End-of-Life Benefit Ignites Health-Care Rhetoric
The provision in question is found on page 425 of the 1,000-plus-page H.R. 3200 bill currently being hashed out in Congress. It pertains to "advance care planning" for elderly or terminally ill Americans and calls for "an explanation by the practitioner of the continuum of end-of-life services and supports available, including palliative care and hospice," and allows Medicare to pay for such consultations every five years.
Obama Tries to Calm Fears But in the conservative blogosphere, there's a short distance between end-of-life planning and counseling euthanasia. A woman even asked President Barack Obama about the provision during an AARP-sponsored town-hall meeting on health care on July 28. "I have been told there is a clause in there that everyone that's Medicare age will be visited and told to decide how they wish to die," the woman told the President. "This bothers me greatly, and I'd like for you to promise me that this is not in this bill."
Obama replied that the intent of the amendment was mainly aimed at promoting advance planning and living wills. He said, "The intent here is to simply make sure that you've got more information, and that Medicare will pay for it."
Advocates of the measure say critics have misinterpreted the provision, while opponents are contending that their criticism of it has been misunderstood.
AARP Endorsement "We've been hearing concerns from our members that this is a step toward government-mandated euthanasia," says Jim Dau, a spokesman for the AARP, the advocacy group for people past age 50, which supports health-care reform to help older Americans. "These are baseless scare tactics put out by those who seek to derail health-care reform. The bill would help people find resources to help themselves and their doctors make important decisions about the end of their lives."
According to Dau, what's been lost in the small-scale hysteria is that these services are 100% optional: Medicare subscribers can ask for help with living wills if they like, but no end-of-life arrangement will ever be mandated or imposed upon them by doctors or government. "The only new thing about the bill is that Medicare will pay for end-of-life counseling every five years," Dau says. "If you decide to take one of these consultations, you don't have to sign any document before you leave—no advance directives, no living will. These are, as they should be, completely optional."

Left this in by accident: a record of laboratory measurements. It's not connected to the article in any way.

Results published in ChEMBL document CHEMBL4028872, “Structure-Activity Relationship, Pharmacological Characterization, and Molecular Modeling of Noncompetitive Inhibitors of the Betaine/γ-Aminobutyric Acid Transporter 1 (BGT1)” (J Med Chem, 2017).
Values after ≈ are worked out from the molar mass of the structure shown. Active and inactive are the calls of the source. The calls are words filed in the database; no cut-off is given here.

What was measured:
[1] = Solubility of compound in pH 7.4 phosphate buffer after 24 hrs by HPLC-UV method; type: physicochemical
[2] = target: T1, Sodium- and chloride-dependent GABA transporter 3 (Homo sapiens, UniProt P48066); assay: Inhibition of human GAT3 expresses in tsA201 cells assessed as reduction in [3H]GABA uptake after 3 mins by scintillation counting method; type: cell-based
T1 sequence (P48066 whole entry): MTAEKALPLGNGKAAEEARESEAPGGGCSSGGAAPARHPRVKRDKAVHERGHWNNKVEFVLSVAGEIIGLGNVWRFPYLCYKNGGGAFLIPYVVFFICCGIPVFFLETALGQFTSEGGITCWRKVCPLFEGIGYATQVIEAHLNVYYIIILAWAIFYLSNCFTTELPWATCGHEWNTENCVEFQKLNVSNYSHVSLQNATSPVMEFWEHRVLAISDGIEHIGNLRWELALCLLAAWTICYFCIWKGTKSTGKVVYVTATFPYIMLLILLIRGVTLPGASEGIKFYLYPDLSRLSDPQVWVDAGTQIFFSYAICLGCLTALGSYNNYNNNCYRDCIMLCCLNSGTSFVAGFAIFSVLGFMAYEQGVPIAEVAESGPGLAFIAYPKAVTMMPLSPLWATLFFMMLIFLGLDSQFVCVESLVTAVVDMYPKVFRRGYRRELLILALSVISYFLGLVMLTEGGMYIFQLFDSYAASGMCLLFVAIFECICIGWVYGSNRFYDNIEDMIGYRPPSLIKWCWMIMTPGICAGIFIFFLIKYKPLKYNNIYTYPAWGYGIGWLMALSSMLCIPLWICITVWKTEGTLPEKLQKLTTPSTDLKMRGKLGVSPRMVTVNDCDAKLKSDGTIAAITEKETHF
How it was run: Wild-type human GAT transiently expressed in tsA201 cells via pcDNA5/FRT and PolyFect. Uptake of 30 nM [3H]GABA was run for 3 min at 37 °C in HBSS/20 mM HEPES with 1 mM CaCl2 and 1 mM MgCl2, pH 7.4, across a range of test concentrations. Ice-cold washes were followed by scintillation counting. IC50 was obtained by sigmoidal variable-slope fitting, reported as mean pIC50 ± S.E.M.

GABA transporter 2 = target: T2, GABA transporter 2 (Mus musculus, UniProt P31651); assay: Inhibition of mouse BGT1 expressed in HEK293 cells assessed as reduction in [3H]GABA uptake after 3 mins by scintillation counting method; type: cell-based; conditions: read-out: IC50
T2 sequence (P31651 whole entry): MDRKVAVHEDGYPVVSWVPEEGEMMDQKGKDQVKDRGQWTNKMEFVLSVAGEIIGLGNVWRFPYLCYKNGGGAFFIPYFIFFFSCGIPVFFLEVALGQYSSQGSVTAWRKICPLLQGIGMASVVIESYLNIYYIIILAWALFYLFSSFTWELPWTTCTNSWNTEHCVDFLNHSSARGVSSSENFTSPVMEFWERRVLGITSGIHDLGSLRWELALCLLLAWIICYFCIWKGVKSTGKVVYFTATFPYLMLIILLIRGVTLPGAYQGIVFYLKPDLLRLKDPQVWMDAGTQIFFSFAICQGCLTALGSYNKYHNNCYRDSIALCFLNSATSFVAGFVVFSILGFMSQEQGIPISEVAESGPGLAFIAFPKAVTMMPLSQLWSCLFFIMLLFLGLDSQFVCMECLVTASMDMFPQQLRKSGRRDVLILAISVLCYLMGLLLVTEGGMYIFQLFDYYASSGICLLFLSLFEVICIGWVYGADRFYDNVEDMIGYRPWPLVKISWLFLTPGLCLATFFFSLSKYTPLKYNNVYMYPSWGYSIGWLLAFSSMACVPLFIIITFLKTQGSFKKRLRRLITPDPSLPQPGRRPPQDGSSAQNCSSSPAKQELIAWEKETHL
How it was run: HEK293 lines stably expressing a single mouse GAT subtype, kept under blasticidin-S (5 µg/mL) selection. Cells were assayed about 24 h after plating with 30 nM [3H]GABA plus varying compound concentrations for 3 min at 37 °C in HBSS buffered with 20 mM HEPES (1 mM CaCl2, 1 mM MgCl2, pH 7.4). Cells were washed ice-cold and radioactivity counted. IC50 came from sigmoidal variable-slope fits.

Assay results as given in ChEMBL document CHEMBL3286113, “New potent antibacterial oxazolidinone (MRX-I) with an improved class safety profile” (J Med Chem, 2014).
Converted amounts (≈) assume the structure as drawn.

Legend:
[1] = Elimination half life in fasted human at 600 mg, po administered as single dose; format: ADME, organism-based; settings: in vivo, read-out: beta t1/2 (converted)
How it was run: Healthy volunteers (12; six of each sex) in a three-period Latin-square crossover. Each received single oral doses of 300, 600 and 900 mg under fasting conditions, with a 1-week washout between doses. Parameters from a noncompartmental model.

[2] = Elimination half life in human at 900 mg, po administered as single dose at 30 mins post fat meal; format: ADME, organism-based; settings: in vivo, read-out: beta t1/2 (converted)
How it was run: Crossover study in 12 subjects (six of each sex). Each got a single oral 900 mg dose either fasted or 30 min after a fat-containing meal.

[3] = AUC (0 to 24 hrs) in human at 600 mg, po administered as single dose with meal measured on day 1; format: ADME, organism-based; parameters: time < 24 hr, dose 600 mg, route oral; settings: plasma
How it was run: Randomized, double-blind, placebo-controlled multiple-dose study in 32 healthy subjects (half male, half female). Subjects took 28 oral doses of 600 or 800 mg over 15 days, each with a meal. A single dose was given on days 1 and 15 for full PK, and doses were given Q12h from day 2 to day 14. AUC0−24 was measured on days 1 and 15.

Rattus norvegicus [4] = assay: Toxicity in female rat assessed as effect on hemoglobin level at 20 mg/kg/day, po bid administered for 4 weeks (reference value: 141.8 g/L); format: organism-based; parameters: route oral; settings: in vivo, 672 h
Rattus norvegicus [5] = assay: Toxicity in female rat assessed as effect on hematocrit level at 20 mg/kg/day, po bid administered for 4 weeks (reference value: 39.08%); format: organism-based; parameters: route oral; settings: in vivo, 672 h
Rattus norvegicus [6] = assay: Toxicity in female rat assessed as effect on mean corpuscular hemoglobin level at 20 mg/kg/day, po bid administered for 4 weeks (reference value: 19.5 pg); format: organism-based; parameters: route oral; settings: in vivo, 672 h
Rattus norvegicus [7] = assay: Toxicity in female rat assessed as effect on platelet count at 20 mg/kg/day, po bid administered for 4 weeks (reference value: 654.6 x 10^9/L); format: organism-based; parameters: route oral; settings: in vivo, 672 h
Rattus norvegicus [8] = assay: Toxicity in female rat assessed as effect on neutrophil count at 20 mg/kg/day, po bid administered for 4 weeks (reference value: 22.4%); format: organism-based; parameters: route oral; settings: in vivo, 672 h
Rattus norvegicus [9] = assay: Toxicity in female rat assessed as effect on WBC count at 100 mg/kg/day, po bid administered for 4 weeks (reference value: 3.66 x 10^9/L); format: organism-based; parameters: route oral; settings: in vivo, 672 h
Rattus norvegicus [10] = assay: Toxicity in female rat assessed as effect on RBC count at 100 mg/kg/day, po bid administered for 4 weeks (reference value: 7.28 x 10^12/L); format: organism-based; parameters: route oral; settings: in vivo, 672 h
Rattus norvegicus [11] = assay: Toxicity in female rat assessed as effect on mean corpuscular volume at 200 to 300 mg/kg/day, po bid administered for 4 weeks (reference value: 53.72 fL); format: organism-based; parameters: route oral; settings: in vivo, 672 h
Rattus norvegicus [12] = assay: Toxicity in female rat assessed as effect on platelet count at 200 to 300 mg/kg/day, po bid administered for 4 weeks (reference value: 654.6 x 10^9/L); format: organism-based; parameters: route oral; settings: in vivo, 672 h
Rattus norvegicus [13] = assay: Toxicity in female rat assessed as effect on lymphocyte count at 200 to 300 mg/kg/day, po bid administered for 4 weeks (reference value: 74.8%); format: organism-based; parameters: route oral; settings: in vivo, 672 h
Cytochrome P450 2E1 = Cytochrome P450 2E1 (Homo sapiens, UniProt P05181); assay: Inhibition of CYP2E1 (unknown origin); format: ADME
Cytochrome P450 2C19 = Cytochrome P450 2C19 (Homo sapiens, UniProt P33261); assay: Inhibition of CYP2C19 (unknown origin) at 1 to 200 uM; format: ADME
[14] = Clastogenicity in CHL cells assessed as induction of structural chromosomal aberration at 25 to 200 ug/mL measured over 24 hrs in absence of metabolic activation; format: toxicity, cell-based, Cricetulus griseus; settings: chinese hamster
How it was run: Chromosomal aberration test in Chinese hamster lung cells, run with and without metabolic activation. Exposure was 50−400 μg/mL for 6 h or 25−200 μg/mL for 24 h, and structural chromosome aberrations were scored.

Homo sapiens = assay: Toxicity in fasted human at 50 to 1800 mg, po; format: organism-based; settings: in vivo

Abortion Connection? A spokesman for Foxx, however, says her concern is that the bill contains no specific clauses to thwart courts from misinterpreting it. "Two years down the road, she doesn't want it to turn out that euthanasia and abortions are paid for with tax dollars," says Aaron Groen, who works in Foxx's Washington office.
Another critic of the bill, former New York State Lieutenant Governor Betsy McCaughey, caused a stir when she said in a July 16 radio interview that the legislation means "every five years people in Medicare have a required counseling session that will tell them how to end their life sooner." McCaughey, who is a patient advocate and founder of the Committee to Reduce Infection Deaths, based in New York City, said in an interview this week that critics took her words out of context.
"The new benefit of end-of-life counseling is being provided in the midst of health-care cost-cutting," McCaughey says. "I worry cutbacks on health spending will jeopardize the health of elderly Americans, leaving some with no choice but to consider ending their lives. This end-of-life counseling specifically includes whether or not to forgo nutrition, hydration, and antibiotics, which many families would regard as inappropriate for their loved ones."
The bill itself makes no specific recommendations for end-of-life preparations.
A "Win-Win" Provision McCaughey also believes the provisions for advance care planning need alteration. "This new benefit is provided in the context of shared decision-making, but it's not shared by patient and family or routine caregiver," she says. "It's between a patient and physician or nurse, so it's shared with the wrong people."
The AARP's Dau feels that, despite the controversy, the advance care planning portion of the bill will survive and become law. "This is such a commonsense, win-win piece," he says. "I'm sure it's considered good sense by lawmakers of both political parties, and medical associations and nursing groups."